The Native Flora Garden is the oldest section of the BBG, dating back to its opening, and features local New York plants; it’s also a popular stop for bees, butterflies and migrating birds. The Shakespeare Garden is one of two in New York (the other is in Central Park), filled with flowers and plants that can be found in his works. The Cranford Rose Garden, opened in 1928, has over 1,200 varieties of rose, some of are almost a century old. The Fragrance Garden is specially designed for the vision-impaired, with information signs in braille and plants that can be touched or smelled. And the Steinhardt Conservatory has an immense collection of bonsai, orchids, water plants and desert plants, plus a permanent exhibition on the evolution of plant life and the history of climate change.


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(Courtesy of Brooklyn Botanic Garden)

The Brooklyn Botanic Garden is open year-round, Tuesday through Sunday, from 10 am to 6 pm, with special late hours in the summer on Tuesdays and Thursdays. Admission is $22 for adults, $16 for seniors and students, and free for children under 12, as well as members. Early spring is the most popular time to visit, owing to the annual cherry blossom viewing festival. Late spring brings lilac and peony blooms, while summer is the best time to see the roses and lilies and the aquatic plants in the BBG’s pools and fountains. Fall is for admiring the changing foliage in the Native Flora and Japanese gardens, and winter is best spent either inside the conservatory or walking amidst the snowy conifers and evergreens in the Japanese and rock gardens.


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(Courtesy of Brooklyn Botanic Garden)

Seven different subway lines will get you to the Brooklyn Botanic Garden: the 2 and 3 at Eastern Parkway-Brooklyn Museum; the B and Q at Prospect Park; and the 4, 5 and S at Franklin Avenue. You can also take any of the following bus lines: the B16, B41, B43, B45, and B48. If you’re coming from Long Island, you can take the LIRR to Atlantic Avenue and transfer there to the 2, 3, 4 or 5 trains. 



There are three different subway stations near the Brooklyn Botanic Garden, accessible by these seven lines

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(Courtesy Queens Botanical Garden on Instagram)


The Queens Botanical Garden grew out of the 1939 World’s Fair held in Flushing Meadows-Corona Park, as a five-acre exhibit titled “Gardens on Parade.” The garden remained there until 1961, when it was moved east of the park to make way for the 1964 World’s Fair. At the garden’s main entrance on Main Street stand two reminders of its origins: a pair of blue atlas cedars that were part of the 1939 World’s Fair exhibit. 


(Courtesy Queens Botanical Garden on Instagram)

Visitors to the QBG make their entrance through the Main Street gate and walk down the Oak Allee, a path lined by pin oaks. To their left is the Circle Garden, the Cherry Circle, and a Fragrance Walk full of strong-smelling shrubs and perennials; to the right, there are seasonal plants, a small patch of wetlands, and the visitor’s center. Going further into the park, you’ll come upon the Rose Garden and the Bee Garden, the latter of which has pollinator-friendly plants and hives with Italian honeybees. The largest sections of the garden are the arboretum and the meadow; in the arboretum, you’ll find winter hazels, magnolias and honey locusts, while the meadow has perennial wildflowers and grasses that are popular with migrating birds and pollinator insects. Finally, there’s a farm and compost site where visitors can learn about food waste recycling and sustainable agriculture.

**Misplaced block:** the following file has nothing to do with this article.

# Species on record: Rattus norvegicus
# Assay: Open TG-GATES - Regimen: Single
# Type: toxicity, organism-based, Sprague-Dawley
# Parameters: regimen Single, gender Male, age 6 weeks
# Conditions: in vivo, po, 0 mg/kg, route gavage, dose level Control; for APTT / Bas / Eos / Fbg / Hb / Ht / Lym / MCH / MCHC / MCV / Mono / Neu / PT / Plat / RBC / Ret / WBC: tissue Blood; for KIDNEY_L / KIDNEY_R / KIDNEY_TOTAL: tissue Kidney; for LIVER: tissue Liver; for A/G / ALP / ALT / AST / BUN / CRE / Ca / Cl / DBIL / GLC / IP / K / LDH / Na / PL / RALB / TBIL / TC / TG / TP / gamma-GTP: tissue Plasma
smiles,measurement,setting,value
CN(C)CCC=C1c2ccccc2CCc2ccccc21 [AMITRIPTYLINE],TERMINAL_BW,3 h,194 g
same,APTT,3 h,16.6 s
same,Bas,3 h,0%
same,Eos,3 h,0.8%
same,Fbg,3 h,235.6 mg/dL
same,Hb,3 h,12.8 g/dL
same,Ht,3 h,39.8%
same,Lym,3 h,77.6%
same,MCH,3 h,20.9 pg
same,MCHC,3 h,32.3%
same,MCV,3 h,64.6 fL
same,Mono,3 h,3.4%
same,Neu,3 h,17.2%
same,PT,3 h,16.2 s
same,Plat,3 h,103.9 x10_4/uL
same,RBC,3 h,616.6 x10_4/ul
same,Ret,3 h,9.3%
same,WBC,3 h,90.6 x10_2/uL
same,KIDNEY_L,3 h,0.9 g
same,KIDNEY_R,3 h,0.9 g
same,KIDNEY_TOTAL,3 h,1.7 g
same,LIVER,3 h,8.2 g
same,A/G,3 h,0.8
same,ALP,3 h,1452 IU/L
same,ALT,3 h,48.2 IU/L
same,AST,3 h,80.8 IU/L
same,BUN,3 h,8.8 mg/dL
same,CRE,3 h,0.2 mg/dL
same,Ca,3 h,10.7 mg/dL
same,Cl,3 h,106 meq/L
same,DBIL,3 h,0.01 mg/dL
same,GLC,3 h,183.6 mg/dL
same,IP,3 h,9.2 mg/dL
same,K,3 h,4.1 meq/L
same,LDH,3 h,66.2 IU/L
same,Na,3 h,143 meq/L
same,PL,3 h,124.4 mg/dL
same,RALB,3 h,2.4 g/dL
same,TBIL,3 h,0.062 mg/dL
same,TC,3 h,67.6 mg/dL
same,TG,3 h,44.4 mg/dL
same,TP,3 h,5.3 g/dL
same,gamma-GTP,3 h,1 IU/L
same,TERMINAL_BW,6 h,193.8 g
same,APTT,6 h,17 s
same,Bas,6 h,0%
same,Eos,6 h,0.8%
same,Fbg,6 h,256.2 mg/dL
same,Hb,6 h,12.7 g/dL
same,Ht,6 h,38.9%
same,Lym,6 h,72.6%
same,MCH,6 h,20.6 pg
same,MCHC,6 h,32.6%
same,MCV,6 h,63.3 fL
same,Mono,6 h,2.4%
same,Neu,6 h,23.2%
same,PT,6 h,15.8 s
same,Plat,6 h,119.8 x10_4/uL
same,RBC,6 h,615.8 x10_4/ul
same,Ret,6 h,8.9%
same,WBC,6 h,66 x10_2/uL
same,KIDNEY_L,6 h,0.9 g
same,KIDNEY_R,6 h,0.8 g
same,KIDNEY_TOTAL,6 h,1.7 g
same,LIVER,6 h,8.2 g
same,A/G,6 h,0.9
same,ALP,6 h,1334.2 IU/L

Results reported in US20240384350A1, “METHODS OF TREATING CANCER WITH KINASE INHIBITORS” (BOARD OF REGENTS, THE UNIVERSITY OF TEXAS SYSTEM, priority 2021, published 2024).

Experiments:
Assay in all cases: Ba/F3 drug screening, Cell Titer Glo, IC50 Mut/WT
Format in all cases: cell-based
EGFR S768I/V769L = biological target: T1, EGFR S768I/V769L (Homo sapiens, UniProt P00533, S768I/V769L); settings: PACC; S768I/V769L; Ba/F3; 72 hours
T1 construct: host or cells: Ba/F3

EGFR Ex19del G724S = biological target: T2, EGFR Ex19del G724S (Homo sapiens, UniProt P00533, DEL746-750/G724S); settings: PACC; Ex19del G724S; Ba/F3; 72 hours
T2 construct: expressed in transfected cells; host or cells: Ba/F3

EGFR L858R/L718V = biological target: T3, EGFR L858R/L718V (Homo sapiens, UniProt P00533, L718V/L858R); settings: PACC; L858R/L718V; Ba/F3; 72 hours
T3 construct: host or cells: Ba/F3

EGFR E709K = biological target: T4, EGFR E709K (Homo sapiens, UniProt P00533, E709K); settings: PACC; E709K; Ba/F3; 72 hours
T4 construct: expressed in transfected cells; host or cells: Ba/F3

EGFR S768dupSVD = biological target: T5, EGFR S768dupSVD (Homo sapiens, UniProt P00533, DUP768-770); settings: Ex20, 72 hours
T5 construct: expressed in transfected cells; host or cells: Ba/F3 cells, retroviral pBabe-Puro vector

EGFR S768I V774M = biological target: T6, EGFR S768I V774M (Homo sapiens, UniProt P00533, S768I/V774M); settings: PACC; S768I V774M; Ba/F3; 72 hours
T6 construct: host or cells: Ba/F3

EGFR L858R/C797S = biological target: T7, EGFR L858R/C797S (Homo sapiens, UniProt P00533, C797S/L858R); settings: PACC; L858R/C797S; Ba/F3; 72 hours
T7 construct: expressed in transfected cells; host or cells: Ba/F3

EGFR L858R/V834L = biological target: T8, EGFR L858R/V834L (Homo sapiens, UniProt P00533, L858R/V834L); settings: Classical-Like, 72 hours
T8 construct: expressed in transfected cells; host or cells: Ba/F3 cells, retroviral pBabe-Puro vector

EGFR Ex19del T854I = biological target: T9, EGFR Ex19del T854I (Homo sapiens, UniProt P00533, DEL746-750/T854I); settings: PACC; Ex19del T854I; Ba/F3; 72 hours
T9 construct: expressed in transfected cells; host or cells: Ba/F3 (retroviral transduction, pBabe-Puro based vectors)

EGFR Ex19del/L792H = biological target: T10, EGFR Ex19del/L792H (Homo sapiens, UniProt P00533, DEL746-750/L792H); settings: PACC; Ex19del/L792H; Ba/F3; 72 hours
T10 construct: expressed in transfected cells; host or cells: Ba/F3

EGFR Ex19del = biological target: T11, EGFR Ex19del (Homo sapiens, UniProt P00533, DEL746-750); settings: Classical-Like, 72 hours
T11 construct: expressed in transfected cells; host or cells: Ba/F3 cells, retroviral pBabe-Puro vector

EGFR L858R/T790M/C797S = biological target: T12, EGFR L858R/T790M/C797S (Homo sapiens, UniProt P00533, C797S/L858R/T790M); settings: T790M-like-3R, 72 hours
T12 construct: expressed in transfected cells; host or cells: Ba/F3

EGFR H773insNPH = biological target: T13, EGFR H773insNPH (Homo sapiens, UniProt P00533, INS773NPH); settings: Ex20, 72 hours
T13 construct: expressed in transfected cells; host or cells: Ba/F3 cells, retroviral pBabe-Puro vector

(Courtesy Queens Botanical Garden on Instagram)

The Queens Botanical Garden is open year-round, Tuesday to Sunday, from 8 am to 6 pm between April and October and from 8 am to 4 pm between November and March. Admission is $6 for adults, $4 for seniors and students, $2 for children ages 3-12, and free for children under 3 and members. The garden is also free to all visitors from December 16 through March. The cherry trees and Fragrance Walk are best visited in spring, when the former will be in bloom and the latter will be at its most redolent. The flowers in the various gardens are at their prettiest in late spring, and the roses make their appearance in early summer; summer is also the peak season for the Bee and Herb gardens, as well as colorful lantanas and hibiscus. The pin oaks, wetlands, arboretum and giant sunflowers in the meadow are the highlights from late summer into fall as the leaves change color, with Monarch butterflies appearing in September. And in winter, evergreen plants like witch hazel, American holly and magnolia trees, and eastern red cedar are the stars of the show, as are the Norwegian spruce trees that are synonymous with Christmas. 


[Re]fractal Revived on view in the Meadow. (Courtesy Queens Botanical Garden on Instagram)

The nearest subway station to the QBG is Flushing-Main Street on the 7 line; from there, you can walk eight blocks south on Main Street to the main entrance, or take either the Q44SBS or Q20A/B bus. You can also get there via LIRR at the Flushing-Main Street station on the Port Washington line. 



Port Washington

Take the 7 or the LIRR to Flushing to visit the Queens Botanical Garden

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Pond Garden at Snug Harbor - Meredith Sladek
Pond Garden at Snug Harbor (Courtesy of Meredith Sladek/Snug Harbor)


The Staten Island Botanical Garden is part of the Snug Harbor Cultural Center, a plot of land once used as housing for retired sailors in the mid-1800s. In the 1970s, the area, which had gone from dozens of buildings and a thousand residents in its late-19th-century heyday to rundown and largely empty in the post-World War II era, was purchased by the city, and the gardens were collected into a botanical garden, established in 1975.